Home | Performers | The Music | In Tunc Viaticus | The Car | Previous Articles | In Memoriam | Contact Us | Links

rodgersandperezPI.jpg

Viaticus: A History of Lessons and Experience , Part V

processingrack.jpg
A cross section of the studio at Rodgers and Perez

Louis was well into the 1990s when "Touch" was created and many lessons had come and gone in building a studio that included major equipment to operate successfully namely: a microphone, mixer; recorders, processing and mastering equipment. He was funcioning at a level just below computers. Everything was operational buy not yet connected to the actual computer itself. Many more lessons and experiences would be needed before moving up to that point with technology.

His wallet was close to running on empty and the only way around that was to go back to the hospital and keep working shifts as a respiratory therapist. In the meantime, "Touch" was going through several revisions. He wanted at one point to produce it as an R&B piece but it was difficult to find quality voices that he could afford. Rewriting it several times, he worked the music and lyrics so that no matter who sang it, the music would work with their voice.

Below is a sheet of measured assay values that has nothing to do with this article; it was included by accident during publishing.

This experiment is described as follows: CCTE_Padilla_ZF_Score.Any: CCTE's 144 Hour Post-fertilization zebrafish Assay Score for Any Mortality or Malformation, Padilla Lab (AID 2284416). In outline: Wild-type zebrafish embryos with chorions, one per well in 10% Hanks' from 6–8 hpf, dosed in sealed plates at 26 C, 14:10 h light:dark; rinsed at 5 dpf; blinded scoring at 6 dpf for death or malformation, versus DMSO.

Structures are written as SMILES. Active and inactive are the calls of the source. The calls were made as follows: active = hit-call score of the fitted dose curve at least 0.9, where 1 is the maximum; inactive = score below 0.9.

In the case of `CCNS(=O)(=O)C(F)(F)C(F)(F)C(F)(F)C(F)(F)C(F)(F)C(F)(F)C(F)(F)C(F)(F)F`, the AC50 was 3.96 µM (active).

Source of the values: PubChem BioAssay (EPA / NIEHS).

With the passing of time, many singers from various meetings he attended at professional groups had come and gone. He decided that "Touch" would become a duet with as many voices it needed to give it "tonality" or to keep it from sounding amateurish. At a nearby church he spoke to the pastor for leads to good voices where he met Claudia Williams. She was an exceptional voice that had little trouble if any at all keeping her tones. She wasn't working in the business as a singer professionally but in sound, she was a solid pro all the way. Claudia had little to no experience working in a studio but gave a splendid performance and the recording was at least at the half way mark.